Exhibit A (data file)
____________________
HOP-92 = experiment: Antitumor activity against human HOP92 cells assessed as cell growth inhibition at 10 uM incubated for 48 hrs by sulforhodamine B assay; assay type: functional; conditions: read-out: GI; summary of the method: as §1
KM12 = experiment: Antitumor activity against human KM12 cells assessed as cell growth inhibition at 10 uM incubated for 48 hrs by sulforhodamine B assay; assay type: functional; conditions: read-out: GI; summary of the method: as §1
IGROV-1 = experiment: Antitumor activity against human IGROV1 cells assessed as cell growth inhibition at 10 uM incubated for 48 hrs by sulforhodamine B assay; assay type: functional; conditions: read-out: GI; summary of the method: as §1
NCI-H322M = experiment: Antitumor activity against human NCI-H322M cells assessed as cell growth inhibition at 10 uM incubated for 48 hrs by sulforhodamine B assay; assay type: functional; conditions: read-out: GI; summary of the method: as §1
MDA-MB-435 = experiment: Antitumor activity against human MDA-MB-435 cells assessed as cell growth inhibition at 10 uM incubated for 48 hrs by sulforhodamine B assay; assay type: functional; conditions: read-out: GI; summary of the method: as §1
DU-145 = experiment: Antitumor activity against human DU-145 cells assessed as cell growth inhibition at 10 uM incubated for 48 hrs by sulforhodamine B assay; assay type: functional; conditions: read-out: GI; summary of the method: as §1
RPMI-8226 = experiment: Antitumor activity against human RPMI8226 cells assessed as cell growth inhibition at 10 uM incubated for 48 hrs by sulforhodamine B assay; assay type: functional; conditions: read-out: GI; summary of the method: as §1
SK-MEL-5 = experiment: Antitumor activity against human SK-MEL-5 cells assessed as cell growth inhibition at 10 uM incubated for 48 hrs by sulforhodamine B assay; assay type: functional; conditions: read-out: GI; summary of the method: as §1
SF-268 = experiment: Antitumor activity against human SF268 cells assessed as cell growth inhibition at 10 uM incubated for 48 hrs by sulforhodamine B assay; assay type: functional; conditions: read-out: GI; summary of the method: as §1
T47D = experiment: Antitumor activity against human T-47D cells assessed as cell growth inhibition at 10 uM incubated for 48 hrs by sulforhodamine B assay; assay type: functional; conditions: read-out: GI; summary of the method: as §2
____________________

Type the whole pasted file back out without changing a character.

HOP-92 = experiment: Antitumor activity against human HOP92 cells assessed as cell growth inhibition at 10 uM incubated for 48 hrs by sulforhodamine B assay; assay type: functional; conditions: read-out: GI; summary of the method: as §1
KM12 = experiment: Antitumor activity against human KM12 cells assessed as cell growth inhibition at 10 uM incubated for 48 hrs by sulforhodamine B assay; assay type: functional; conditions: read-out: GI; summary of the method: as §1
IGROV-1 = experiment: Antitumor activity against human IGROV1 cells assessed as cell growth inhibition at 10 uM incubated for 48 hrs by sulforhodamine B assay; assay type: functional; conditions: read-out: GI; summary of the method: as §1
NCI-H322M = experiment: Antitumor activity against human NCI-H322M cells assessed as cell growth inhibition at 10 uM incubated for 48 hrs by sulforhodamine B assay; assay type: functional; conditions: read-out: GI; summary of the method: as §1
MDA-MB-435 = experiment: Antitumor activity against human MDA-MB-435 cells assessed as cell growth inhibition at 10 uM incubated for 48 hrs by sulforhodamine B assay; assay type: functional; conditions: read-out: GI; summary of the method: as §1
DU-145 = experiment: Antitumor activity against human DU-145 cells assessed as cell growth inhibition at 10 uM incubated for 48 hrs by sulforhodamine B assay; assay type: functional; conditions: read-out: GI; summary of the method: as §1
RPMI-8226 = experiment: Antitumor activity against human RPMI8226 cells assessed as cell growth inhibition at 10 uM incubated for 48 hrs by sulforhodamine B assay; assay type: functional; conditions: read-out: GI; summary of the method: as §1
SK-MEL-5 = experiment: Antitumor activity against human SK-MEL-5 cells assessed as cell growth inhibition at 10 uM incubated for 48 hrs by sulforhodamine B assay; assay type: functional; conditions: read-out: GI; summary of the method: as §1
SF-268 = experiment: Antitumor activity against human SF268 cells assessed as cell growth inhibition at 10 uM incubated for 48 hrs by sulforhodamine B assay; assay type: functional; conditions: read-out: GI; summary of the method: as §1
T47D = experiment: Antitumor activity against human T-47D cells assessed as cell growth inhibition at 10 uM incubated for 48 hrs by sulforhodamine B assay; assay type: functional; conditions: read-out: GI; summary of the method: as §2